Five to Watch: LSU Offense publisher Ben Love stops by to offer Notre Dame fans a handful of LSU players to watch when the Tigers have the football on Dec. 30 in the Music City Bowl.

LT La’el Collins (No. 70)

He’s unequivocally LSU’s best player. The Associated Press and SEC coaches see it that way, recently tabbing him as the Tigers’ only first-team all-conference performer. Even the coaching staff believes it as Collins, a Baton Rouge native, was honored as the team’s MVP at an award banquet Sunday evening. The 6-foot-5, 321-pound senior has started the last two seasons at left tackle and this year led the way for a ground game, one that runs left an absurd percentage of the time, averaging 219 yards per contest.

Collins was also named the recipient of the Jacobs Blocking Trophy, presented to the top offensive lineman in the SEC. He led all LSU big uglies in 2014 in snaps played (792) and knockdowns (84.5). Big La’el will easily be the first Tiger drafted this spring, and, along with left guard Vadal Alexander, he’s been a huge part of re-shaping an offense that was falling off the rails midseason. The Tigers, while making no real attempt to be balanced, were still able to compete in their biggest games of the year because off an ability to run left behind two maulers at any given time.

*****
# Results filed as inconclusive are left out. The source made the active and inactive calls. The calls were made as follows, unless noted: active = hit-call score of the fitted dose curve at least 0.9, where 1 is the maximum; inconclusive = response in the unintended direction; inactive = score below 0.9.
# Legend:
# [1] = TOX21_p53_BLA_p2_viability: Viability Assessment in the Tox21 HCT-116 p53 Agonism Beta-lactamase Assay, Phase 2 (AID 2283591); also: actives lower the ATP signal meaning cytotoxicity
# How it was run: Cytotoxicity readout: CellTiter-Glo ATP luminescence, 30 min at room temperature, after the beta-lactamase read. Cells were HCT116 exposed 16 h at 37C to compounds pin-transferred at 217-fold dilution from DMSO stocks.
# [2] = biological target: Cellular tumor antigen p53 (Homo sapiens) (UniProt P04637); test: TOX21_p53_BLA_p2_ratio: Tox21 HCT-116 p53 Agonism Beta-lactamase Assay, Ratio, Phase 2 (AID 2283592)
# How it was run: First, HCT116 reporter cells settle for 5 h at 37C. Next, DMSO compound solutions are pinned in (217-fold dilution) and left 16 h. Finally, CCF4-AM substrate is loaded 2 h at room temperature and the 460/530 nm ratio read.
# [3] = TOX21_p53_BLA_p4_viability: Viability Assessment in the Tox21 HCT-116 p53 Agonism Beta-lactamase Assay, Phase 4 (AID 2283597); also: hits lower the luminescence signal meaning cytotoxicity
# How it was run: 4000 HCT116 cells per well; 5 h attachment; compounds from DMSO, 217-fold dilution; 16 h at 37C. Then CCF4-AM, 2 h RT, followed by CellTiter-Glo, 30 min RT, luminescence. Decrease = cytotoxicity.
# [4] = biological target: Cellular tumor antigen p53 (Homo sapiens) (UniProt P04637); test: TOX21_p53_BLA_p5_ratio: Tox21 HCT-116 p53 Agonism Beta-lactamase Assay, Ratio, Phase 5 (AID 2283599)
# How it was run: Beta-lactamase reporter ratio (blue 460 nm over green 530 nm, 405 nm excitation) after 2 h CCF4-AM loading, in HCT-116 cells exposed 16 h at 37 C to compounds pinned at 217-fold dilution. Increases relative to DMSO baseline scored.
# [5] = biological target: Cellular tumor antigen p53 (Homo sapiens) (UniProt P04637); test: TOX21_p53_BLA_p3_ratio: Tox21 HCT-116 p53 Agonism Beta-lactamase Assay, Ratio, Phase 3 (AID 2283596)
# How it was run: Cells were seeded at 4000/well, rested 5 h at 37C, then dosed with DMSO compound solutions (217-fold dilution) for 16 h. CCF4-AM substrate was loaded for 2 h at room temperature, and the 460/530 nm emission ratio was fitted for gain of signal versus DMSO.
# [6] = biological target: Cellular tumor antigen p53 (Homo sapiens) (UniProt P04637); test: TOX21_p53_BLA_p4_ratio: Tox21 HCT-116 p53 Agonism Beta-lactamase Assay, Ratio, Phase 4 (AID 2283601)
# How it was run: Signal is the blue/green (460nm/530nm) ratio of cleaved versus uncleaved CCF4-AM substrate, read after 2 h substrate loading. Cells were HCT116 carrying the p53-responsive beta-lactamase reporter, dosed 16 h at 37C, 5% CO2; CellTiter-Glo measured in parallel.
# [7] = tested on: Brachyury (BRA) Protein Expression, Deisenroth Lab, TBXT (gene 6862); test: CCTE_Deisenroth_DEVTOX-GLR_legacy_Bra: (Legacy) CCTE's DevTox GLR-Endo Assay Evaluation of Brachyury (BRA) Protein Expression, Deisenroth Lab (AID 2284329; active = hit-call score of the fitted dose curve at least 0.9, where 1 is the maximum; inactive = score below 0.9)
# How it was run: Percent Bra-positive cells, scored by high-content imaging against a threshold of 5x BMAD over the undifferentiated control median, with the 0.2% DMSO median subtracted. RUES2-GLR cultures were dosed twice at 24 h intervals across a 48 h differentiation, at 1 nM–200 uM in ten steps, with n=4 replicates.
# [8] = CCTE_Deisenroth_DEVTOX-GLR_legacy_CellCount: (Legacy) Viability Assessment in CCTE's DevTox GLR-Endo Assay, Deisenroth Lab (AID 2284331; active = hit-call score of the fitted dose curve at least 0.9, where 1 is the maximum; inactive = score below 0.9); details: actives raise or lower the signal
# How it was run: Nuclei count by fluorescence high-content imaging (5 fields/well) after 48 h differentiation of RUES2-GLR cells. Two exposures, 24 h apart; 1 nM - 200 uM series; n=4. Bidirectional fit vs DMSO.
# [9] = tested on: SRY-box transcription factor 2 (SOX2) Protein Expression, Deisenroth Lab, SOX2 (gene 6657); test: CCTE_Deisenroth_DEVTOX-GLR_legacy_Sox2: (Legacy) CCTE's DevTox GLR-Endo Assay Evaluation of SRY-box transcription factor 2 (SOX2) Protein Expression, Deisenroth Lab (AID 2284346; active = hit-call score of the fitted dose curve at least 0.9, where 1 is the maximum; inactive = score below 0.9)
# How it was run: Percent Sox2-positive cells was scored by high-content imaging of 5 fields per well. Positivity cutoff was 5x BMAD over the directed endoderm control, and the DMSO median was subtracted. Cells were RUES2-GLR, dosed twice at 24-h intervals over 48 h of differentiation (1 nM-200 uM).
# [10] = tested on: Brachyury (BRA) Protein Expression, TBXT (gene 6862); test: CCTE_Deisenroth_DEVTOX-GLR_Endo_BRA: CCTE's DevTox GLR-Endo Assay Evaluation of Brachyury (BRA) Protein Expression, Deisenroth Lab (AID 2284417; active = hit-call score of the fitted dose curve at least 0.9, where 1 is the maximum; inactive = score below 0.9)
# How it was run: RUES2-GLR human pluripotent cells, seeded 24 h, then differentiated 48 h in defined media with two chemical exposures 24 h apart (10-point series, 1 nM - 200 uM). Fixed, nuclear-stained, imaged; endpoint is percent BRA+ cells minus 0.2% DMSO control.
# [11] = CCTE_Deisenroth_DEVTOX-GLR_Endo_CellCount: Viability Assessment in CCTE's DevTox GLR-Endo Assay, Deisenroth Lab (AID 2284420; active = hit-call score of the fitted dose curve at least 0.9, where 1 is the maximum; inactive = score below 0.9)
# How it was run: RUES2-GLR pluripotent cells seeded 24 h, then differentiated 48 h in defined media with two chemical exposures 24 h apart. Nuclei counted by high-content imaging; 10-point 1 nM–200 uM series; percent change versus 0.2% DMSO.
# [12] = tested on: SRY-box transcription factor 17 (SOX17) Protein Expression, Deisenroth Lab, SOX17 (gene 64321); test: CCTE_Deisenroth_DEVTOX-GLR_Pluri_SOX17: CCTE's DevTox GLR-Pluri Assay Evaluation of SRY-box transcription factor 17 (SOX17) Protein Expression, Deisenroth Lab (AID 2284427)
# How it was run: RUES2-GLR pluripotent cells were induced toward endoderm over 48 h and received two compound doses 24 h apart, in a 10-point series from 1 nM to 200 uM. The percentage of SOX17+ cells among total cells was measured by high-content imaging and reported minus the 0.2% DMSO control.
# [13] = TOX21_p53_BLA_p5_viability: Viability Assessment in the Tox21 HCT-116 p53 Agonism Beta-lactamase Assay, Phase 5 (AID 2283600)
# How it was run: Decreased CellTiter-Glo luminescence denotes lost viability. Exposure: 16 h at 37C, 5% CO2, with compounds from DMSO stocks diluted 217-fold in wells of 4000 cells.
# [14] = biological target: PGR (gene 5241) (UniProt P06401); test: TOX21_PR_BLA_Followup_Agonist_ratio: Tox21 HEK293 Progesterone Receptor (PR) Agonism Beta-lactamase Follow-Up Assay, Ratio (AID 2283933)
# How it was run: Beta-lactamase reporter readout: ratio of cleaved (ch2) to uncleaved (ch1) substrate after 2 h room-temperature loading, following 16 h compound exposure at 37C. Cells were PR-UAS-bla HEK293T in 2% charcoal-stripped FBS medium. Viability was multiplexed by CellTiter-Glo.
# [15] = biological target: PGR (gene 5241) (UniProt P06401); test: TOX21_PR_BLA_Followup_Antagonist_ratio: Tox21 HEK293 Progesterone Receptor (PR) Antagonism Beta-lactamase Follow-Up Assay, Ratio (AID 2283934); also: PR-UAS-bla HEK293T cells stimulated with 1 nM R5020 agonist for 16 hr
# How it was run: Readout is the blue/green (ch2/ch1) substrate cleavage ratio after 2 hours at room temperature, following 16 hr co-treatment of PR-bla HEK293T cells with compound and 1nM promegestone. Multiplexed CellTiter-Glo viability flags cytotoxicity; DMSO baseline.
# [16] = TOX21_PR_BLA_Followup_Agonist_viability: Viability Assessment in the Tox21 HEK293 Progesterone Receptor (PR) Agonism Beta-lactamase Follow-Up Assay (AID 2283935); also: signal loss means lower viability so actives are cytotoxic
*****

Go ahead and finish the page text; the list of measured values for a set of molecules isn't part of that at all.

RB Leonard Fournette (No. 7)

If you followed recruiting last year – or have watched much SEC ball this fall – you know who this guy is. The numbers in season one for the former all-world prospect weren’t astronomical, but they paint an accurate picture of a campaign that started out on somewhat uneasy footing and ended with a bang, as Fournette (6-1, 230) has clearly been LSU’s lead back down the stretch.

In the regular season Fournette amassed 891 yards, averaging 5.1 yards per carry, and eight touchdowns on the ground. He averaged 74.2 yards a game, but lately the freshman’s been even hotter. Take out the mysterious five-carry, nine-yard total in the debacle at Arkansas, and Fournette has averaged 103.6 yards rushing over his last five contests. His dump-trucking of Texas A&M safety Howard Matthews reminded just how Herschel Walker-like Fournette can be. Strong, physical and elusive, there’s a reason Fournette was arguably the biggest recruit landed in program history. Expect him to receive no less than 55-60% of the backfield carries on Dec. 30.

3. WR Travin Dural (No. 83)

Dural is LSU’s leading and most experienced receiver as well as the offense’s best vertical threat. He’s also the wide-out starting quarterback Anthony Jennings has the most confidence in, dating back to the two hooking up in the final minute to beat Arkansas a season ago. That trust carried over into this season, when Dural finished with 37 receptions for 758 yards and seven touchdowns, all team highs. (To illustrate how little LSU throws, consider that Notre Dame’s leading receiver – Will Fuller – registered 71 catches for 1,037 yards and 14 touchdowns.)

The 6-foot-2, 192-pound redshirt sophomore had 20 more grabs than the next closest Tiger (freshman receiver Trey Quinn) and 440 yards more than number two on that list (Malachi Dupre, another freshman receiver). He has the potential to be dangerous, averaging 20.5 yards per reception, but the quarterback position has to cooperate. Given Jennings completes less than 50% of his passes, that’s been a struggle. LSU did find an additional way to get Dural involved at Texas A&M in the regular-season finale, sending him in motion and handing off to him on jet sweeps. It’ll be interesting to see if that stays in the game plan in Nashville.